The Secret to Super-Moist, Juicy Turkey

My turkey triumph came a few years back after reading a newspaper article on brining. It assured me that soaking the raw turkey in a bath of salty water, was THE way to ensure your turkey comes out moist and juicy from the oven. And, it can reduce cooking time by up to a half hour for a 12-pound bird. The Cooking for Engineers blog has a great explanation about how it actually works.

There’s debate as to whether a brined turkey tastes better and it’s effects on the gravy.

But I have to say, it’s one of the best turkeys I’ve had (next to my mom’s, of course).

A couple things to remember before trying this, though: If you’re going to brine, don’t buy a Kosher or self-basting turkey or it’ll end up too salty. Also, make sure you’re going to have enough room in the refrigerator and that the weight won’t bust one of your shelves.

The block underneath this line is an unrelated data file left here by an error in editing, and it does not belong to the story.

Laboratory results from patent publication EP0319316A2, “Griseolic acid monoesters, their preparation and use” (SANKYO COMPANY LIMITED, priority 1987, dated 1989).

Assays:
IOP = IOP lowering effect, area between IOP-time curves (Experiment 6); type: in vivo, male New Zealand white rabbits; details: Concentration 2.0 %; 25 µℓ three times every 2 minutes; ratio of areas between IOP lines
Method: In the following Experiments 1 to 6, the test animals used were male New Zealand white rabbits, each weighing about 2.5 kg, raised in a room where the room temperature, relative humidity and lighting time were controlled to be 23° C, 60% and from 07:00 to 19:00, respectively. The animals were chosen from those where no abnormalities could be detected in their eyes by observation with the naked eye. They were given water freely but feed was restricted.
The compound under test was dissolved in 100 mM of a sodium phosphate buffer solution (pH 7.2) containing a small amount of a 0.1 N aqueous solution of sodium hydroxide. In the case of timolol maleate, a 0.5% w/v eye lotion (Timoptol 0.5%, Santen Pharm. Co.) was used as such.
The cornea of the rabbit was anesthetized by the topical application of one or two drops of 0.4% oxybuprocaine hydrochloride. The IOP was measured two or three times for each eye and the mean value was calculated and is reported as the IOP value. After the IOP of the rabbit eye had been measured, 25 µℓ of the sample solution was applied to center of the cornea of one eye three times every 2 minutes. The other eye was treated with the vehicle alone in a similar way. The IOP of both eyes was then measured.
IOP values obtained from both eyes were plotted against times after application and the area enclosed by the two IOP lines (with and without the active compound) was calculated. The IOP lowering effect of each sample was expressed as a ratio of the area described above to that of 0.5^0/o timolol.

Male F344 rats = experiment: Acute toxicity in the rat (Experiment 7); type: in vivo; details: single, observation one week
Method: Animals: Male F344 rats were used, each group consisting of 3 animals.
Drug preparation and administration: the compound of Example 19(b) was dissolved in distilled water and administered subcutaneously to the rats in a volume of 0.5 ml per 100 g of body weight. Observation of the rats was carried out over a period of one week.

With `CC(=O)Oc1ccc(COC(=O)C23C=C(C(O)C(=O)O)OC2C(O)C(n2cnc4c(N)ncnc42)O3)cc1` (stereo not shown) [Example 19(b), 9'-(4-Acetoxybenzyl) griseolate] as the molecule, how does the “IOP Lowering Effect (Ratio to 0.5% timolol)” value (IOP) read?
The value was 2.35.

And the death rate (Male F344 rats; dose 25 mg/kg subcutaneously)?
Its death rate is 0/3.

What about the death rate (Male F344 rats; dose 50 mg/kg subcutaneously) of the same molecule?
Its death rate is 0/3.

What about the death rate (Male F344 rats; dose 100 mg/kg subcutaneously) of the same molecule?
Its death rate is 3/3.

Below is a basic brine recipe. Some prefer to use stock instead of some water (like a recent Alton Brown recipe , but you’ll have to reduce the amount of salt to make up for what’s in the stock. It’s really pretty flexible.

Basic Brine
1 cup of kosher salt (reduce to about 1/2 cup if using table salt)
1/2 cup of sugar (optional)
ice cubes
1 gallon of water

Boil about two quarts of the water with the salt, sugar and seasonings, just enough to dissolve the sugar and salt. Add ice cubes to cool the mix down to 35-degrees and mix it with the remaining water in a large stock pot or plastic bucket.

Put in turkey, breast-side down. Make sure it is completely immersed.

Put in refrigerator for 8-24 hours. The longer it stays in the brine, the saltier the meat will become.

Once you’re ready to cook the bird, rinse off the brine, pat dry and prepare the turkey as normal.

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